He reached home and fulfilled his sacred mission. His mother and several other members of his family were turned to JESUS. But he was not able to remain in his native town; the people beat him out of the place with rods because he owned himself a Christian. Then he went to live at Milan, but, here, too, he was ill-treated and forced to leave the city. He took with him one faithful Priest, and lived hidden for some years in a small desert island not far from Genoa, trying by prayer and self-denial to make himself more fit for the sacred office he had undertaken.

By-and-by he went back to France to St. Hilary, to whom he always looked up with deep respect, and whose counsels he was careful to follow. Then, after long preparation, he entered upon active work and founded a monastery in a lonely part of Poitou. His life here was very spare and simple. He would allow himself nothing either in food or dress that he could possibly do without. As a Roman soldier he had learned to bear fatigue and hardship, and to think only of the duty before him. As a soldier of CHRIST he tried to show himself still braver and more ready to give up everything that could hinder him in his warfare. So simple and poor was he in his dress and manner of life, that when the Christians of Tours asked him to become their Bishop, some among them thought he was not the fit person to place in such a post.

As Bishop, he was simple and austere as before, and kept to his strict monastic rules, though he was at the same time always gentle and kind and gracious in his manner. But he had a great dislike to visitors; he longed for quiet, and in order to live a life given up entirely to his duties, and undisturbed by the strangers who came constantly to visit the Bishop or Abbots who lived in the towns, he built a monastery two miles away from the city. Many brethren gathered round him here. They made their own cells, either of wood or hewn out of the rocks in the hillsides. None of them were idle. Manuscripts were copied, "books" made, the young taught; for St. Martin set up a great school, and he had often nearly a hundred scholars under training, most of them the sons of the great nobles of the land.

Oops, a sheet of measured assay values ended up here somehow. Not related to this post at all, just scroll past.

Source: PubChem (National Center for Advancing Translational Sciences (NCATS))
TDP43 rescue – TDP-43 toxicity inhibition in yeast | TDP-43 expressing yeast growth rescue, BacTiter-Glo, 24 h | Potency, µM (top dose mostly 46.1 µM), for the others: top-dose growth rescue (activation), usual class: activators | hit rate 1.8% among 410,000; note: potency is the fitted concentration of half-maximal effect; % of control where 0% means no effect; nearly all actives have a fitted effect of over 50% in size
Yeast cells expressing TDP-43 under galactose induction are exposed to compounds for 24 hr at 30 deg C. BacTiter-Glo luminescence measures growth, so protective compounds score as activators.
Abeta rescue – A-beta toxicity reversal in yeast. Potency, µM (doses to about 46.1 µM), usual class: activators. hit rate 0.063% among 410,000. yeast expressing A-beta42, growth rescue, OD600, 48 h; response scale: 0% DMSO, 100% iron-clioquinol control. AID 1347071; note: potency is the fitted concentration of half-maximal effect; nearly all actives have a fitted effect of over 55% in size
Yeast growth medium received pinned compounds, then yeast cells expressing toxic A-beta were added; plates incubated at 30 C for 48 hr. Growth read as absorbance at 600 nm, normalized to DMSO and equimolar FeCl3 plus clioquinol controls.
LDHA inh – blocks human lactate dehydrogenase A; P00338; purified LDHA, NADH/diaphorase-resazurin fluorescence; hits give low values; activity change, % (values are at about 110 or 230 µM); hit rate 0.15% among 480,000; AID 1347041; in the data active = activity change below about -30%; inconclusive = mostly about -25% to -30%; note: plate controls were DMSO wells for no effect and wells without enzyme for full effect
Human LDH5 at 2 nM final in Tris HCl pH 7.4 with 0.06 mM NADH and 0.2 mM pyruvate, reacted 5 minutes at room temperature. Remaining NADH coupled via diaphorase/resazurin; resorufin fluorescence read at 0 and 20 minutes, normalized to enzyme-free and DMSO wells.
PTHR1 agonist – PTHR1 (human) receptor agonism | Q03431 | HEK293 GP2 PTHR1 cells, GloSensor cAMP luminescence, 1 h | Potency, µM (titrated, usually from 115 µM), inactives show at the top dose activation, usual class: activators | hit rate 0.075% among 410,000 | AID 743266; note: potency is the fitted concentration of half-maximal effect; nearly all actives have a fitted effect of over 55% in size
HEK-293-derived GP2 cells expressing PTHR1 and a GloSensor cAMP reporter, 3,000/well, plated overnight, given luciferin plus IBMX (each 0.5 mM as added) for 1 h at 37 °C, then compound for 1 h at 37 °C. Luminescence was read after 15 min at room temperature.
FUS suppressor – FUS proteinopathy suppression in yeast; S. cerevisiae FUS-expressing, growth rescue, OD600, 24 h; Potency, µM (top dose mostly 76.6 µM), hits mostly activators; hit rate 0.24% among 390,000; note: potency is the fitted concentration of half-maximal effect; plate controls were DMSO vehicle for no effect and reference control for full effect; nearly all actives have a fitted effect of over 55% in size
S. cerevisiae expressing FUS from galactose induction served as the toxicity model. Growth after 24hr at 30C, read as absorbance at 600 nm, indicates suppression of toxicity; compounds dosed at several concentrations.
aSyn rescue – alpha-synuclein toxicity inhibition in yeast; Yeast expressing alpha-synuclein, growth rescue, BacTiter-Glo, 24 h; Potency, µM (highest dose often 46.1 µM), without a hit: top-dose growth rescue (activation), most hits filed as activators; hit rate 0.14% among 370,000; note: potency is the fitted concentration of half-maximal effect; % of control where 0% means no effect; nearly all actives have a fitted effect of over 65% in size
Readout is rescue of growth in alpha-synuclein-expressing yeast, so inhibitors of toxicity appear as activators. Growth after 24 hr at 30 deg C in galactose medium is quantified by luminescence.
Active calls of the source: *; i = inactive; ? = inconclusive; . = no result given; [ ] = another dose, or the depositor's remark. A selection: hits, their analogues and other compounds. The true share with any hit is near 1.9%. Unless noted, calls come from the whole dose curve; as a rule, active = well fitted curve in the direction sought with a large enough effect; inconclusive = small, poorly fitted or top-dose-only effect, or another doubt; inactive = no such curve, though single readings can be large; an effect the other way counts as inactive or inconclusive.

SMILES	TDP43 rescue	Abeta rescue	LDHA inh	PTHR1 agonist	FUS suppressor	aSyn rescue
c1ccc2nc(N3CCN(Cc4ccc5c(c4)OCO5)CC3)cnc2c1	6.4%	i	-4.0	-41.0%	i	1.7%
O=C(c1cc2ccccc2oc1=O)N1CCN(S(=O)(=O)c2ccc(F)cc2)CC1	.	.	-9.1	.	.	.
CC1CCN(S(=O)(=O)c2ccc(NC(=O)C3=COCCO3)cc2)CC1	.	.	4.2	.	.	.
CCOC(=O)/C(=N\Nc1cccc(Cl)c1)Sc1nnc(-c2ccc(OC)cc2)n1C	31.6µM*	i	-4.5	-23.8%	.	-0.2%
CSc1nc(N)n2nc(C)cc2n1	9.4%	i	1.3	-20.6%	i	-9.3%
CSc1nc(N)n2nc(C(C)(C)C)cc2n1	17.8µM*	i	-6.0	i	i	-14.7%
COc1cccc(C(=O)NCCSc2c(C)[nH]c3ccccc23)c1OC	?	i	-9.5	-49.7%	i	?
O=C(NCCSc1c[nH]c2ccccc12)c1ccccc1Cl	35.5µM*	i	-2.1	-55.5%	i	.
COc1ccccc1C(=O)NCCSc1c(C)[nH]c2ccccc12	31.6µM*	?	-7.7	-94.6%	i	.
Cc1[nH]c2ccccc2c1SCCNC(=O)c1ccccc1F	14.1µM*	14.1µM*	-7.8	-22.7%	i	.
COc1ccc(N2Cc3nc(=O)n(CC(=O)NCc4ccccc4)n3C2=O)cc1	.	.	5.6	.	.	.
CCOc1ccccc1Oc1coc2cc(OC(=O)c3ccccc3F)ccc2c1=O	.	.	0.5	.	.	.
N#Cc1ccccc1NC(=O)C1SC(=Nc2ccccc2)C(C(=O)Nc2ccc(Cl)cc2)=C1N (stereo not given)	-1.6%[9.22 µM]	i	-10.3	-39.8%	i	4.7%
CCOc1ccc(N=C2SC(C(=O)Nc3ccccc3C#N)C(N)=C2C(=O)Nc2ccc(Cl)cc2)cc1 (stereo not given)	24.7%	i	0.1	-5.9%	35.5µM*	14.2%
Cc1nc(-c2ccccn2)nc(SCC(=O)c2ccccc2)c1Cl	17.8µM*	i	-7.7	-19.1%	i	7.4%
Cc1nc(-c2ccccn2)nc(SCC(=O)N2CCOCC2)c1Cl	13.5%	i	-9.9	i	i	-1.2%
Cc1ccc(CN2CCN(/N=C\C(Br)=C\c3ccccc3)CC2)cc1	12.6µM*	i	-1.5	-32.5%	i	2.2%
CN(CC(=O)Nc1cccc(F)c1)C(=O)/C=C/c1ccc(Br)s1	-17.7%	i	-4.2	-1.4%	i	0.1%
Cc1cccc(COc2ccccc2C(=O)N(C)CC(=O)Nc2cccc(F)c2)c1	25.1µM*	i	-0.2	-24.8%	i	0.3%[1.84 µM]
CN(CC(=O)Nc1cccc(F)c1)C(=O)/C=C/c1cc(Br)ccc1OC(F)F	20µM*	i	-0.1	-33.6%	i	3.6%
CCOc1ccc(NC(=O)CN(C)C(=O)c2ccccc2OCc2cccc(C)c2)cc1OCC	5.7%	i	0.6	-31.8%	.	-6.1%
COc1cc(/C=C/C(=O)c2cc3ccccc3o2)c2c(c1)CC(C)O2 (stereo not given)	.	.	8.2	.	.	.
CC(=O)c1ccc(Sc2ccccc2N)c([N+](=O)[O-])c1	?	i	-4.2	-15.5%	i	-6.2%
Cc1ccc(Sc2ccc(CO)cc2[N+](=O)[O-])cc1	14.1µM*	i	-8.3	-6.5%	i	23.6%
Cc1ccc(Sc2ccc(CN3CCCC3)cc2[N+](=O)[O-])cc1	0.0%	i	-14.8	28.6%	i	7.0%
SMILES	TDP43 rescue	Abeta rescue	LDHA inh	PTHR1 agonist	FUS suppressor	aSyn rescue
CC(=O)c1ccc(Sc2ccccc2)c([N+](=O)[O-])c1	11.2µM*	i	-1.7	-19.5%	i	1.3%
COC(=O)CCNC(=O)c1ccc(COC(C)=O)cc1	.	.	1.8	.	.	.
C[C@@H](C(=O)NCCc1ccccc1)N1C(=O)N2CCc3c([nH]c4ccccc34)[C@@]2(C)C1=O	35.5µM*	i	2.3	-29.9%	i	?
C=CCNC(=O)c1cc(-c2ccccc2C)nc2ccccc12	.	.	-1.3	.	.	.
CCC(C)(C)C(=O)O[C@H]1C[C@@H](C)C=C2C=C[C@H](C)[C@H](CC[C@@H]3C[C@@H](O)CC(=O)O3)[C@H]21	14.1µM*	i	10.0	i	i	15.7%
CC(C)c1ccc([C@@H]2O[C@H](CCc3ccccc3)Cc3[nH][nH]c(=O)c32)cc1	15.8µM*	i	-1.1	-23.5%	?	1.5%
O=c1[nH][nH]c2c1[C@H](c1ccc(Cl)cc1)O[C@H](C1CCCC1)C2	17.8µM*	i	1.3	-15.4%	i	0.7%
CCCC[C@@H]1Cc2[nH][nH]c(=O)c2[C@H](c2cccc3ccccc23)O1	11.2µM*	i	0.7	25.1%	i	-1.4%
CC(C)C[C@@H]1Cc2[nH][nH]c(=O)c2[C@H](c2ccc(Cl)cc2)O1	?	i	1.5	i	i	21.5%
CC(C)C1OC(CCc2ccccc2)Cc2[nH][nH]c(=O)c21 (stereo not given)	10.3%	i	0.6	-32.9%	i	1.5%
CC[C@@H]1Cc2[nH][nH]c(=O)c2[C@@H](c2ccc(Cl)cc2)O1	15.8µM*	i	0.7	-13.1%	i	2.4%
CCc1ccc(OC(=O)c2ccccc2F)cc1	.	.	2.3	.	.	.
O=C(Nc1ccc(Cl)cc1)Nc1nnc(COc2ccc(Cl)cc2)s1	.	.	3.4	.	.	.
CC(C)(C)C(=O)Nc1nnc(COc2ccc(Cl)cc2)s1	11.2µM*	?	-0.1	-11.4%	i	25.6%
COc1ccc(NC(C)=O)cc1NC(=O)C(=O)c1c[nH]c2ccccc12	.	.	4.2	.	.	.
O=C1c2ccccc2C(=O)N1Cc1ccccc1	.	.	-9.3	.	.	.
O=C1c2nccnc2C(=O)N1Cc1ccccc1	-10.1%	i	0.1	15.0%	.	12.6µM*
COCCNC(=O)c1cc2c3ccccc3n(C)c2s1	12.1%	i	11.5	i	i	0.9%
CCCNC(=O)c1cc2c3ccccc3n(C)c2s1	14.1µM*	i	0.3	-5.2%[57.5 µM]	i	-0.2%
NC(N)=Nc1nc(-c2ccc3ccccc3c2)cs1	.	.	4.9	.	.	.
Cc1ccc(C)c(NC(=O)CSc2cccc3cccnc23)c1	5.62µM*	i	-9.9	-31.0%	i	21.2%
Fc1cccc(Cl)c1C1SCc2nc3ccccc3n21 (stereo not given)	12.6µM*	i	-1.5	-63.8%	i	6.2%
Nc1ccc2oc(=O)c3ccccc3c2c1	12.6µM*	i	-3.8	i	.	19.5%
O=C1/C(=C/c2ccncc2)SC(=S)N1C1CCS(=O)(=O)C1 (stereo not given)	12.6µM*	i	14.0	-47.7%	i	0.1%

Often the Bishop would go through the country preaching. He loved chiefly to go to the poor, who heard him gladly, for they knew the kindness of his heart. But he went also to courts and boldly preached before the Emperor, rebuking him for his wrong-doing, and for the persecution of the Christians, which he allowed to go on.

He was active to the last. At the age of eighty he travelled to a distant part of his diocese to make peace between two of his clergy. His strength was failing, and the journey was too much for him. He was stricken with fever. When he felt that his end was at hand, he gathered his disciples round him and bade them lay him on a bed of ashes; so he passed away.

There is a beautiful story told of how one day St. Martin was celebrating the Holy Eucharist in his cathedral, when there entered a man so poor and wretched that he was almost naked.

The instant he saw him, the Bishop bade one of his Deacons go and fetch a cloak to clothe the poor beggar. But the Deacon was slow, he seemed to think there was no need for him to be disturbed in the middle of the service for such a pupose. St. Martin knew that a deed of charity was more worth than many prayers, and when he noticed the Deacon's delay, he at once threw off the cope in which he was celebrating, and cast it to the poor man. Then, without waiting for another to be brought to him, he proceeded with his service. The story goes on to say that the people who were in the church, looking upon their Bishop, seemed to see his bare arms covered with chains of gold and silver, hung there by angels.